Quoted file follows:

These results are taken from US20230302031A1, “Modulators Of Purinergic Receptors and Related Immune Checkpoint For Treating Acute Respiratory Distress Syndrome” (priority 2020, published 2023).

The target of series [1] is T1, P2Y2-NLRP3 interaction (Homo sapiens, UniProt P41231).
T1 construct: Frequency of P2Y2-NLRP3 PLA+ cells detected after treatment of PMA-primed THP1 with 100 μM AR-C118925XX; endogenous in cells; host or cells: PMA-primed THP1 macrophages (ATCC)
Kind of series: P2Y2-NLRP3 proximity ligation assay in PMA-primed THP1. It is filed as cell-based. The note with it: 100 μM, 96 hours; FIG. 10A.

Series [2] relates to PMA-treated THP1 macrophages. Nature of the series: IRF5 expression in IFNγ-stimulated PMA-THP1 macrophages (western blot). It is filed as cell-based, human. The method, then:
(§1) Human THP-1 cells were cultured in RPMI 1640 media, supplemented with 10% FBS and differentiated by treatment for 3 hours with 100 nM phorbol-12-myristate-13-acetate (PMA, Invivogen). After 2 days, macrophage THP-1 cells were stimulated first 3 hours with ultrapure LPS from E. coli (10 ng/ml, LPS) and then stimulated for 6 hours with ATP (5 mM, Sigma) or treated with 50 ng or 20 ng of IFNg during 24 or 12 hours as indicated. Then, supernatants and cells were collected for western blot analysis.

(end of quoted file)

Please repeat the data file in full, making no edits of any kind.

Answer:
These results are taken from US20230302031A1, “Modulators Of Purinergic Receptors and Related Immune Checkpoint For Treating Acute Respiratory Distress Syndrome” (priority 2020, published 2023).

The target of series [1] is T1, P2Y2-NLRP3 interaction (Homo sapiens, UniProt P41231).
T1 construct: Frequency of P2Y2-NLRP3 PLA+ cells detected after treatment of PMA-primed THP1 with 100 μM AR-C118925XX; endogenous in cells; host or cells: PMA-primed THP1 macrophages (ATCC)
Kind of series: P2Y2-NLRP3 proximity ligation assay in PMA-primed THP1. It is filed as cell-based. The note with it: 100 μM, 96 hours; FIG. 10A.

Series [2] relates to PMA-treated THP1 macrophages. Nature of the series: IRF5 expression in IFNγ-stimulated PMA-THP1 macrophages (western blot). It is filed as cell-based, human. The method, then:
(§1) Human THP-1 cells were cultured in RPMI 1640 media, supplemented with 10% FBS and differentiated by treatment for 3 hours with 100 nM phorbol-12-myristate-13-acetate (PMA, Invivogen). After 2 days, macrophage THP-1 cells were stimulated first 3 hours with ultrapure LPS from E. coli (10 ng/ml, LPS) and then stimulated for 6 hours with ATP (5 mM, Sigma) or treated with 50 ng or 20 ng of IFNg during 24 or 12 hours as indicated. Then, supernatants and cells were collected for western blot analysis.